Alain Finkielkraut on French Laicity . . .
In a recent blog entry, Bill Vallicella directed readers' attention to a quote of Alain Finkielkraut that has been translated from the French and posted online by Amy Sterzinger, and I was so taken by the same quote that Bill quotes that I've posted it here:
Laicity is the solution that modern Europe found in order to escape its religious civil wars. But contemporary Europe doesn't take religion seriously enough to know how to stick to this solution. She has exiled faith to the fantastic world of human irreality that the Marxists called "superstructure" thus, precisely through their failure to believe in religion, the representatives of secularism empty laicity of its substance, and swallow, for humanitarian reasons, the demands of its enemies.Bill offers a cogent explication of Finkielkraut's brilliance in this quote, and my reading follows Bill's.
Basically, France adopted "laicity" - a strict version of secularism - when the French still took religion seriously and knew that believers really do believe what they say they believe. French laicity forced religion out of public life and made it a purely private affair. This was a solution so long as believers and atheists both took religion seriously, but as atheism gradually 'forgot' the radical passion of religion and relegated religious fervor to a Marxist "superstructure," analyses of religions and religious motives grew superficial.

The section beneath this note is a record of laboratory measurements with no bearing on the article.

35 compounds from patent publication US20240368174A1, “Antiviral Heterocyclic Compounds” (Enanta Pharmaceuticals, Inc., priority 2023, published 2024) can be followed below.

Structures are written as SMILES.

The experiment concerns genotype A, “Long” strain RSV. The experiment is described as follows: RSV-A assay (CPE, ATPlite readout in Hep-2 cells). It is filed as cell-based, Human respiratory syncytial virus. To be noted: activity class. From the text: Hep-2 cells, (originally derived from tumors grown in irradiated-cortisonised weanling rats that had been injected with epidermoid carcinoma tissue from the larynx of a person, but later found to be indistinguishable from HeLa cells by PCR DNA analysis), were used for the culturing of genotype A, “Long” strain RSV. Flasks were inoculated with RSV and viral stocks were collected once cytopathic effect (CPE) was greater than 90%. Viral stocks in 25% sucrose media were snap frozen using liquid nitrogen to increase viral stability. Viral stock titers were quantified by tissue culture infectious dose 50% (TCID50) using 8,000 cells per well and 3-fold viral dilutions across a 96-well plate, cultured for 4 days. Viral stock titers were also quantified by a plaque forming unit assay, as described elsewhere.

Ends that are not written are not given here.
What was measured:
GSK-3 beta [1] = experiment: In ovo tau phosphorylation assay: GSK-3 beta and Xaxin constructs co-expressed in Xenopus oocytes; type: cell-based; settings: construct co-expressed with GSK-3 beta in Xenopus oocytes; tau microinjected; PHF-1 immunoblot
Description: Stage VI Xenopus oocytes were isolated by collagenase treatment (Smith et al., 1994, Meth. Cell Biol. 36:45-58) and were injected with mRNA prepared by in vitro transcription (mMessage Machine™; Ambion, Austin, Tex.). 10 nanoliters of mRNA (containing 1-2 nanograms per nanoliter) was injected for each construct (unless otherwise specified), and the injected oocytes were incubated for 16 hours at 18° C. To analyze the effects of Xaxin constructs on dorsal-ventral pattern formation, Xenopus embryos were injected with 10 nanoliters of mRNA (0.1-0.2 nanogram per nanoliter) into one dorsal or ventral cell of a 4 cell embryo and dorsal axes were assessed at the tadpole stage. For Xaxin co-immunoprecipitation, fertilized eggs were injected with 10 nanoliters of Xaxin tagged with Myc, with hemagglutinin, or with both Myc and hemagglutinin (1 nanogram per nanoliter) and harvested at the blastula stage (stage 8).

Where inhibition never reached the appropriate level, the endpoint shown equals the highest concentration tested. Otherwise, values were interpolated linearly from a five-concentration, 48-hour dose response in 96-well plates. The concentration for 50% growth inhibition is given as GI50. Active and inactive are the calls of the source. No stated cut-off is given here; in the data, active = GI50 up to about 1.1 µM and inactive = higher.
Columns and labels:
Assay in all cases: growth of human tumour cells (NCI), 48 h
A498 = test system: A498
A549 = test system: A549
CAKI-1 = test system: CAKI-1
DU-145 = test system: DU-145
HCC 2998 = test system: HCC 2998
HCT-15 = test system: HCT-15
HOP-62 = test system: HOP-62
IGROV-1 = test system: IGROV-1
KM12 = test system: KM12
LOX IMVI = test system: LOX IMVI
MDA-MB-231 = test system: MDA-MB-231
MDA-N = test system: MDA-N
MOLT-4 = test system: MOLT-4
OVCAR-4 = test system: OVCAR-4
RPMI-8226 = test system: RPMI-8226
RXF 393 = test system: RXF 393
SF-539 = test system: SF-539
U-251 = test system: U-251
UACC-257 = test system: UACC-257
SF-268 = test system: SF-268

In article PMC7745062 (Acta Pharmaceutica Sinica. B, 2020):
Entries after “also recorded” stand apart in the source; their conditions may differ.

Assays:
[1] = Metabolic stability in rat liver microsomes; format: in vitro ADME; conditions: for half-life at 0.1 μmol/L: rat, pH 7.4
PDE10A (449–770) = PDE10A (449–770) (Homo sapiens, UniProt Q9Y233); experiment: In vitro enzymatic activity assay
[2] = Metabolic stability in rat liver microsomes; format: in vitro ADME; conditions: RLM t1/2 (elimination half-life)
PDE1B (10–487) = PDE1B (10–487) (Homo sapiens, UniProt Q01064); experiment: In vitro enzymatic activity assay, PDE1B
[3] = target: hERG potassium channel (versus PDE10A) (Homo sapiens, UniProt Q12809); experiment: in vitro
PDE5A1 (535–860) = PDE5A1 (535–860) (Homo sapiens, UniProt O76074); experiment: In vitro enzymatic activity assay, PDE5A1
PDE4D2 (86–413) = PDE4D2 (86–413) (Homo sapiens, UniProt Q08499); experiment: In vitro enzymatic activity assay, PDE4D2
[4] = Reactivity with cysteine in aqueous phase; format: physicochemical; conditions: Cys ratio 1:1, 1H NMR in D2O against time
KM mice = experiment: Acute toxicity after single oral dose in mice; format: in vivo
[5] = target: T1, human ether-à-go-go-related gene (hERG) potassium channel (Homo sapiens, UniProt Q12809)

Religious beliefs were now always dismissed as epiphenomena, not to be taken seriously, false representations of some more basic, economic reality, and religiously based upheavals thus came to be seen as rebellion against economic conditions, rebellion with a potential for revolutionary uses, such that a hope for martyrdom and the reward of celestial virgins was never about a divinely promised paradise - which even the Muslims couldn't truly believe in, or so said the atheist analysts - but, rather, was about some misperceived earthly utopia to be realized in the future, through material, not spiritual means.